The new Secretary of State for Health is, even for a politician, something of a communications expert.
Before politics Jeremy Hunt travelled to Kyoto to learn to speak Japanese and he worked at public relations company, Profile PR. In his former role as Secretary of State for Culture, Olympics, Media and Sport he oversaw the spread of high speed broadband. And, of course, there was that scandal over the News Corporation takeover bid for BSkyB, when it was alleged that secret communication channels had been established between Hunt, who was at that time the minister overseeing the deal and the media giant (a charge he denied).
Perhaps it should not have come as a surprise, then, when he was named Andrew Lansley’s replacement in the September 2012 reshuffle. While Lansley had been the architect of the government’s current NHS reform programme, he regularly came under fire for not properly communicating the thinking behind the changes to healthcare professionals. What was needed was a smooth operator to take the heat out of the debate, while building a steady, stealthy PR campaign to win over the naysayers. On the former point, it seems, he has enjoyed some success. On the latter, there is clearly some way to go.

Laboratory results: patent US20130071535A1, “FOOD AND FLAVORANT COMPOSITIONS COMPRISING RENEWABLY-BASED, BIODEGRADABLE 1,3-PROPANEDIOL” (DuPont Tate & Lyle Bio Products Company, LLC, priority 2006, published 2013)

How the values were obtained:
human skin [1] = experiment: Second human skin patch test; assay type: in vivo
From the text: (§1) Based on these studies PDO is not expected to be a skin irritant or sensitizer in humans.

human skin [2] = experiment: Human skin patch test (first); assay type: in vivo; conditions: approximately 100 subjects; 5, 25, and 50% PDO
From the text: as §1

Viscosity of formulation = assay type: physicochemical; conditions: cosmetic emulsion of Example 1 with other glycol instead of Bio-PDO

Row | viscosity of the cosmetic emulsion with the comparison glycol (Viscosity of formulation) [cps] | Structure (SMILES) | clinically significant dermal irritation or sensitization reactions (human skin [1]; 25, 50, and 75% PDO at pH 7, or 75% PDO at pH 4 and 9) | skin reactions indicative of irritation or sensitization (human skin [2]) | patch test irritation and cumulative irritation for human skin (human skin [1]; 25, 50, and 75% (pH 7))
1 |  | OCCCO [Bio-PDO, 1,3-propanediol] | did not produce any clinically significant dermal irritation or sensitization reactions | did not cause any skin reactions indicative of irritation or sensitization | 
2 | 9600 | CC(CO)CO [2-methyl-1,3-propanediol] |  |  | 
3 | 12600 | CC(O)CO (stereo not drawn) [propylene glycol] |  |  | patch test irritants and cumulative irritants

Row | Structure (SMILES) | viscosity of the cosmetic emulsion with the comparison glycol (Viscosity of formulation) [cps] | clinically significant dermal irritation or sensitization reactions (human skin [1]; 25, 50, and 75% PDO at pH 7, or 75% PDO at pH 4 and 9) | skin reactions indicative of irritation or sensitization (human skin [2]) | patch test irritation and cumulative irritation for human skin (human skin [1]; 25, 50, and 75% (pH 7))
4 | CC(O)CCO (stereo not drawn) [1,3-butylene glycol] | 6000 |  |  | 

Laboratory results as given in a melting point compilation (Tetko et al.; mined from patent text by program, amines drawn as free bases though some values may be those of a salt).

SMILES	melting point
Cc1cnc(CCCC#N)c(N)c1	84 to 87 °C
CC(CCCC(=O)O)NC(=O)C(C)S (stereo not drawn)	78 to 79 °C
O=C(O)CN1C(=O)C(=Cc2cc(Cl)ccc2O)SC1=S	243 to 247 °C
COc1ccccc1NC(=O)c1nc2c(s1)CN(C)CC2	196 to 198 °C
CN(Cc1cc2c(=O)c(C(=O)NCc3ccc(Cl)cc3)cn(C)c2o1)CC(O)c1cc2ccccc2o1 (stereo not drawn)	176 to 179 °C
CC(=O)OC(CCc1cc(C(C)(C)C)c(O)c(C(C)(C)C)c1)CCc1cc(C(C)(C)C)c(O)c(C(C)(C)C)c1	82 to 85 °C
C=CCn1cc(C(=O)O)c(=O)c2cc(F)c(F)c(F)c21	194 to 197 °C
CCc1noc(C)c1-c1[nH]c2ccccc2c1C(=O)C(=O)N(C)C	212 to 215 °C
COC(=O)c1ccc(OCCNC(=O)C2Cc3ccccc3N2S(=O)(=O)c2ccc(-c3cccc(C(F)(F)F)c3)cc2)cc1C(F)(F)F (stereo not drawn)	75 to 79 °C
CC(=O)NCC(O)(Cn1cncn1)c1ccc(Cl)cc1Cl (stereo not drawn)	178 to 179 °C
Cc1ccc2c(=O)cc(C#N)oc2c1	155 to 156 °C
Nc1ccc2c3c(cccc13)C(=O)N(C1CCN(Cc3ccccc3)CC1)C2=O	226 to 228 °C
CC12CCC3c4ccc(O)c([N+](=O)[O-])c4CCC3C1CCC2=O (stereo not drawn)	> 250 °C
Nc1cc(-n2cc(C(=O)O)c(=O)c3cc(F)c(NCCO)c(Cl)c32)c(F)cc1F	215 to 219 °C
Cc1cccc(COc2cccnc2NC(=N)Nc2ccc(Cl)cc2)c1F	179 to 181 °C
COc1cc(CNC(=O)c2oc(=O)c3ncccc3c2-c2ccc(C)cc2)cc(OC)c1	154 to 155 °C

Hunt kicked off his charm offensive in November 2012 with the publication of the ‘NHS Mandate’. A two-year document effective from April 2013, in which the Secretary of State set out a series of objectives for NHS England, formerly the NHS Commissioning Board, it aims to be a way of removing the NHS from the daily machinations of Whitehall.